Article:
When you live with something for a long time, it stops being exciting, or it stops being shocking, depending on what kind of thing it is.
I’ve been aware of poverty as an issue for about as long as I can remember. I’ve been in and out of the developing world travelling and volunteering with infrequent regularity for the past 15 years, nearly, and for the past two it has been a part of my working life. So the stats in the video above are just stats I live with. They’re a part of the world as I understand it. And while occasionally I go somewhere or see or hear something that makes me feel like I’ve been hit over the head again, a lot of the time, in my life, poverty is a problem you have to chug away at fixing, and you shuffle ever forward, inch by painful, considered inch. You try and hang onto the passion and the outrage – and I am continually in some awe of the people who genuinely do keep it with them, because it is exhausting – but oftentimes it is just life.
Then, on the other side of the equation, I’ve been living with the campaign that’s just been launched for a while. Not as closely as some of my friends, but a bit. And when you do that, you sometimes forget that this is a thing with a lot of potential to touch a lot of people and make a real difference. It can be a bit ‘find time for this meeting and sign off this piece of work, and do we like the name and the logo and will the video work’ – and again, I am a bit in awe of people who retain their hopefulness and positivity about their campaign through all the details and grit of bringing it into the world.
So, I’ll be honest, when IF launched today, I was – despite my determined retweeting – a little bit, “oh, finally, yay.”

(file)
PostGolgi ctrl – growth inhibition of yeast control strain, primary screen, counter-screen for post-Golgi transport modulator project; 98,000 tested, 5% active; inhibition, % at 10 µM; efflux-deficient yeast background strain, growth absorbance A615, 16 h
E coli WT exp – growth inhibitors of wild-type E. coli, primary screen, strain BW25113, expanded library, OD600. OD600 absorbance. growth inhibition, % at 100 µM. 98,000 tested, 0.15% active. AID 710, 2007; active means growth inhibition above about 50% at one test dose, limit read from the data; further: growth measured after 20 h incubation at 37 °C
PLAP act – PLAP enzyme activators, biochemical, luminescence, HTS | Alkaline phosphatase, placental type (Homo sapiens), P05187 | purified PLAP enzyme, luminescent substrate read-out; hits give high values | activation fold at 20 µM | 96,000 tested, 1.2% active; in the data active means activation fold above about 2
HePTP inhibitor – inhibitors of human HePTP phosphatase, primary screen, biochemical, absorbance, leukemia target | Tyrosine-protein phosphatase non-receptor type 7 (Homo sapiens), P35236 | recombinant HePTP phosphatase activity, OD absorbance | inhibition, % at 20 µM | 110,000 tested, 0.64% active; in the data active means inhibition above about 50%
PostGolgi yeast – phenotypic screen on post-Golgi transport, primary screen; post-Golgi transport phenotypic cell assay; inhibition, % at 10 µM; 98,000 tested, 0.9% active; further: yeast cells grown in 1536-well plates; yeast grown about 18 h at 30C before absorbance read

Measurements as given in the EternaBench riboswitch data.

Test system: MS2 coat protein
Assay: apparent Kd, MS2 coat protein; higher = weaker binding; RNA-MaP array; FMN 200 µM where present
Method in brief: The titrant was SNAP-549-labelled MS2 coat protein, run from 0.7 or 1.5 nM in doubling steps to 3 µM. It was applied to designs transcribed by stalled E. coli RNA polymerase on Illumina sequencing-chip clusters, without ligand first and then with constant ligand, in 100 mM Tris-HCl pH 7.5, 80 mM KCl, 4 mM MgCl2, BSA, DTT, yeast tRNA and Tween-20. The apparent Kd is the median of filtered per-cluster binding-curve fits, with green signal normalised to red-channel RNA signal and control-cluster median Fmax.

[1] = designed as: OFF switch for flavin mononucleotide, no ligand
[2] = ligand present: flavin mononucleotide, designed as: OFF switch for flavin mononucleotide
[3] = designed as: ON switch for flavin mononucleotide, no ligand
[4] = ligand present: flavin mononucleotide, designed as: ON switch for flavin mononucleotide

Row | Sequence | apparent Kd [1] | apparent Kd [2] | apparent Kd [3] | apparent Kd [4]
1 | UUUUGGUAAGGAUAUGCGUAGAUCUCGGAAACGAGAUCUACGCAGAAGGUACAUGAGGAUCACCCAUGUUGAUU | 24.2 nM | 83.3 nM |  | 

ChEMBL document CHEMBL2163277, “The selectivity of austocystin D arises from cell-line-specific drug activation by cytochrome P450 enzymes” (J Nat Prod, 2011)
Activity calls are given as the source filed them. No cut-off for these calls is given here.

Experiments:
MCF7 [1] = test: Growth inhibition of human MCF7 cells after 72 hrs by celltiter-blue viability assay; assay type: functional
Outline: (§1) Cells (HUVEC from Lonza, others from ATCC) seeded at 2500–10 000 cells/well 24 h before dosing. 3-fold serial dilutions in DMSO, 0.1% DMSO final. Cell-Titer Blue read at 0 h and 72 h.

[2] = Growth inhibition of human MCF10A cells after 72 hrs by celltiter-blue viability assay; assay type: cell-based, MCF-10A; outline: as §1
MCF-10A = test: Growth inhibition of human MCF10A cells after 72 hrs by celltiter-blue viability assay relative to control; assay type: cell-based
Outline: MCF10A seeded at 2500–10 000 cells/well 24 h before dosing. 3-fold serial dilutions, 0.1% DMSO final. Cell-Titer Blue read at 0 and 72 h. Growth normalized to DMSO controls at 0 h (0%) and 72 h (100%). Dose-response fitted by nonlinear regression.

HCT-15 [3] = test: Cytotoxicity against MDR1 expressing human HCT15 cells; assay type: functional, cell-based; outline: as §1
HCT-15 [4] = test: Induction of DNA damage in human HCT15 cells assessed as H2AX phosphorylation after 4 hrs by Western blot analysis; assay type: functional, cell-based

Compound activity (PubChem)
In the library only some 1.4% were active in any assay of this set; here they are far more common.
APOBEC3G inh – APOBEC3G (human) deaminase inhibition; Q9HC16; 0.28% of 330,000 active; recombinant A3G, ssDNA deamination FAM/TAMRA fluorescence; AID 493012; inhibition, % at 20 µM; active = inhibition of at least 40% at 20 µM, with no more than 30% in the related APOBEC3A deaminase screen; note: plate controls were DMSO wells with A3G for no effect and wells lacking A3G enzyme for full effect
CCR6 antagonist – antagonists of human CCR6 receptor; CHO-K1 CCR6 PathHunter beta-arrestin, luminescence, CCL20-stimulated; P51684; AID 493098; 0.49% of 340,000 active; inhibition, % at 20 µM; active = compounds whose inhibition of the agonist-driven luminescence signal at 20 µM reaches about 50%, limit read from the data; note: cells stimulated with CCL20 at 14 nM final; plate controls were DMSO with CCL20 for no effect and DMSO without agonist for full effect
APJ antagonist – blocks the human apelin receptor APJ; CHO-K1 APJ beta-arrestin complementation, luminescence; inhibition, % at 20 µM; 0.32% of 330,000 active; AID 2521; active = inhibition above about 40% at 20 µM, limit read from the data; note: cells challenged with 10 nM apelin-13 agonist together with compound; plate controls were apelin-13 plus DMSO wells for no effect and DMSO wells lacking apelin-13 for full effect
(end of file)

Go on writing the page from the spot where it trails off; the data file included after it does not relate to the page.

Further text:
But then this evening I read this blog post by someone who got to find out about IF from the outside, and it bopped me on the head a bit.
With the world’s population increasing so rapidly I had assumed until recently that extreme poverty must be on the rise globally, but in the course of researching this piece, I’ve discovered I was wrong. Back in 1990, 43% of the developing world’s population lived on $1.25 or less a day. In 1981 the figure stood at 52%. That’s a massive drop in the last 30 years. There are a whole range of reasons why this number has been dropping, but as I read the figures something that I thought was impossible, suddenly became a possibility. Large scale extreme poverty can potentially be eradicated and within our lifetime… As I look at this possibility of extreme poverty being overcome. I get the strong feeling that God is answering the prayers of myself and others. He’s not doing it through some flashy fireworks show. It’s not His style, but He is doing a miracle in people’s hearts and minds fostering compassion and a desire to radically change things for the better and give thousands of millions of people release from regular hunger and starvation. The more I see this, the more it makes me want to be an answer to my own prayers too.
I’m touched by the enthusiasm for the moment, despite the realisation of the steady chug, and I’m re-realising that one of the things I really like about IF is that it’s asking for some really matter-of-fact things to happen. Yes there’s flash in the presentation and in the buzz – but it’s not a ‘playing with magnesium ribbon in the lab’ flash, it’s the spark that leaps up when a bunch of people come together and bang the rocks together for a really long time. The spark that will catch the kindling (even the slightly damp, yeahyeahthis, kindling, blaze and then, hopefully burn steadily, creating a warmth that will last. What IF we could get the leaders of eight countries to do something amazing…